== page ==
Paddy Hartley describes how an interest in the treatment of facial injuries in the First World War led him to develop a new form of sculpture.
Mark Bryant introduces the man who drew the British Establishment at its most shockable.
Warmongering anti-semite, or constitutionalist and family man? Marc Morris takes a fresh look at the career of Edward I, whose reputation has suffered a roller-coaster ride over the centuries.
Ben Barkow and Klaus Leist describe the remarkable cultural activities of Philipp Manes an inmate of Theresienstadt, the Nazi ghetto in north-west Bohemia. Manes’ Lecture Series reflected the artistic and intellectual calibre of many of the inmates and brought stimulation and pleasure to many more. The authors ask to what extent this constituted a form of resistance.
Alan MacColl explores exactly what the word Britain meant, after the Romans had gone.
Criminal poisoning at once fascinated and terrified Victorian society. Here Ian Burney shows how the extraordinary case of a doctor, hanged in 1856 for allegedly poisoning an acquaintance, threw up deep-rooted anxieties about poison, detection, and professionalism in Victorian society.
Anthony Smith challenges the modernist view of nationalism that traces its origins to Revolutionary and post-Revolutionary Europe.
Between autumn 1855 and spring 1856, the attitude of Britain’s war leaders underwent bewildering change as their determination to bring the war with Russia to a desirable conclusion was buffeted by doubts about the commitment of the French, and fears about the motives of French policy, as Brian James reveals.
Britain’s concerns over binge drinking are nothing new says Luci Gosling, who describes how the brewing industry united to wreck Asquith’s Licensing Bill of 1908.
Nigel Saul investigates the building of Salisbury Cathedral, the Gothic masterpiece built in double-quick time.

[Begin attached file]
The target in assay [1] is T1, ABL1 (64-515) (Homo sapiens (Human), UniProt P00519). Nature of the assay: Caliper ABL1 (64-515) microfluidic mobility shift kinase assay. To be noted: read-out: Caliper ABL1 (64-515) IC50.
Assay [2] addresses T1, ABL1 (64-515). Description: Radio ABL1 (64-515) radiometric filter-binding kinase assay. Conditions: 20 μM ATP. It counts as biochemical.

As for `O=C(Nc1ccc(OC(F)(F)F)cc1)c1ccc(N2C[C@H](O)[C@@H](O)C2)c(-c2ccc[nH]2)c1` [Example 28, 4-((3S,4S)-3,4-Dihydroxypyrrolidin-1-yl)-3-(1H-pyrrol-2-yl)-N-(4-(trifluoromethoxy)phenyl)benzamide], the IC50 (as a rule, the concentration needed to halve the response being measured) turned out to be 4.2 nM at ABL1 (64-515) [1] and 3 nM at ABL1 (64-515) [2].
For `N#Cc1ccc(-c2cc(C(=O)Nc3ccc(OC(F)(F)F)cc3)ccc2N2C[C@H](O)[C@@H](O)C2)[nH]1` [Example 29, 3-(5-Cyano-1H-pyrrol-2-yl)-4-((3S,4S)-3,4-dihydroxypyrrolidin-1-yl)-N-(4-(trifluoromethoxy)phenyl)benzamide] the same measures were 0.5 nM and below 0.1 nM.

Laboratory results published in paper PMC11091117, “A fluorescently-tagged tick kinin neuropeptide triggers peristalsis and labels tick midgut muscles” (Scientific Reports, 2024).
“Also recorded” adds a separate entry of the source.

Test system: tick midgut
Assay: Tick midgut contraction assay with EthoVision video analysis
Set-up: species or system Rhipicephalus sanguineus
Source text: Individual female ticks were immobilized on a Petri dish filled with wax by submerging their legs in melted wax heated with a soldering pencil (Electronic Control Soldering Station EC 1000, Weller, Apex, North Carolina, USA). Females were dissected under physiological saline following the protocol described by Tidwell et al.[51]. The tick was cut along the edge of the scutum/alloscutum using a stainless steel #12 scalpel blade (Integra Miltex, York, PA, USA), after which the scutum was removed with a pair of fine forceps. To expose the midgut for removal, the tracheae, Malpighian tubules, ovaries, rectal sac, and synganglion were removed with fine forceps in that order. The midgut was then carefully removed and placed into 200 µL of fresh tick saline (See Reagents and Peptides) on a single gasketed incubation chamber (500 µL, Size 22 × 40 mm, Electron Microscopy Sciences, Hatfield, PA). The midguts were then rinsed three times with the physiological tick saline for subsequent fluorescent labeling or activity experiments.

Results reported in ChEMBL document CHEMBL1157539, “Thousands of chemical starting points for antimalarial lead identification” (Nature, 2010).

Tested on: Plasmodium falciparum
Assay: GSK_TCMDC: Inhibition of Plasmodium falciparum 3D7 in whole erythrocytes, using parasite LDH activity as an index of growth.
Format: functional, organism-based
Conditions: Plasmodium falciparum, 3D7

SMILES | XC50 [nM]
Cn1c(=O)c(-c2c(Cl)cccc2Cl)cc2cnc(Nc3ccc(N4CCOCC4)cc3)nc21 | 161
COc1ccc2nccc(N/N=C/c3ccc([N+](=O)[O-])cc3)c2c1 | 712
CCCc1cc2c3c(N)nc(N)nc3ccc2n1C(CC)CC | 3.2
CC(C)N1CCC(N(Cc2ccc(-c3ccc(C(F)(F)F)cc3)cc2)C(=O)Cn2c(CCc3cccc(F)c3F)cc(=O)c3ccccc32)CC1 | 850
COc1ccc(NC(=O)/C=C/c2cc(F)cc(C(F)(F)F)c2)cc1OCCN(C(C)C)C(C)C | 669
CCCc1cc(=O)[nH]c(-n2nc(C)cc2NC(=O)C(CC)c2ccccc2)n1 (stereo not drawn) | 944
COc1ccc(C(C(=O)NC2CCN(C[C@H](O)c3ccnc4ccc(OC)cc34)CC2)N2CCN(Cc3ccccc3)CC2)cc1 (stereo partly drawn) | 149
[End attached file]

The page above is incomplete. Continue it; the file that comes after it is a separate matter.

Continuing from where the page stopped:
Richard Cavendish marks a failed attempt on the Scottish and English thrones by the last Stuart pretender, on March 23rd, 1708.
Richard Cavendish remembers the events of March 4th, 1933
Chaplin's coffin was stolen from a Swiss cemetery on March 2nd, 1978.
The treaty that ended Russia's participation in the First World War was signed on March 3rd, 1918.
York Membery found much to savour when he paid a visit to the medieval town of Cortona for the Tuscan Sun Festival.
Patricia Cleveland-Peck finds out how family historians can research the lives of their ancestors in the fast-changing city of Shanghai.
Sixty-five years ago, the Nazis carried out one of their most spectacular atrocities in occupied France, destroying almost an entire quartier of Marseilles. John Gimlette pays a visit to Le Panier, and finds it still physically and emotionally scarred.
History Today announces its awards for the best of 2007.
‘A week is a long time in politics’: the phrase is one of the enduring legacies of the Harold Wilson era. This month we report on our Annual Awards for 2007, and curiously two of our prize-winners wrote histories located in British cultural and political life of the 1960s, while the third is celebrated for his attempt to break free of the constraints of such short-term thinking.
Hugh Kearney reconsiders the models for and motives of Charles I's most controversial minister in 'John Bull's other island'.
Model of Christian kingship or brigand Dane made good? Eric Christiansen examines the enigma of Canute.
BBC Sports Editor Mihir Bose explores a work on modern India.
Daniel Snowman approaches two books on aspects of sexuality, including some uncomfortable reading.
Historian and film-maker Michael Wood recently visited Bristol Grammar School to talk about the BBC2 series The Story of India. Before the event began he was interviewed by sixth-form students Imogen Parkes and Nicholas Barrett; Oliver Chard transcribed the tape.
Cartoons can allow us to see ourselves as others see us, often uncomfortably. Mark Bryant looks at cartoons produced across Europe about Britain’s involvement in an unpopular war in South Africa at the turn of the twentieth century.
James Williamson, who was highly commended in the Royal Historical Society/History Today undergraduate dissertation prize 2006, asks whether accepting US economic support in the form of the European Recovery Programme, or Marshall Plan, in the postwar era caused Clement Attlee’s Labour government to water down its socialist agenda.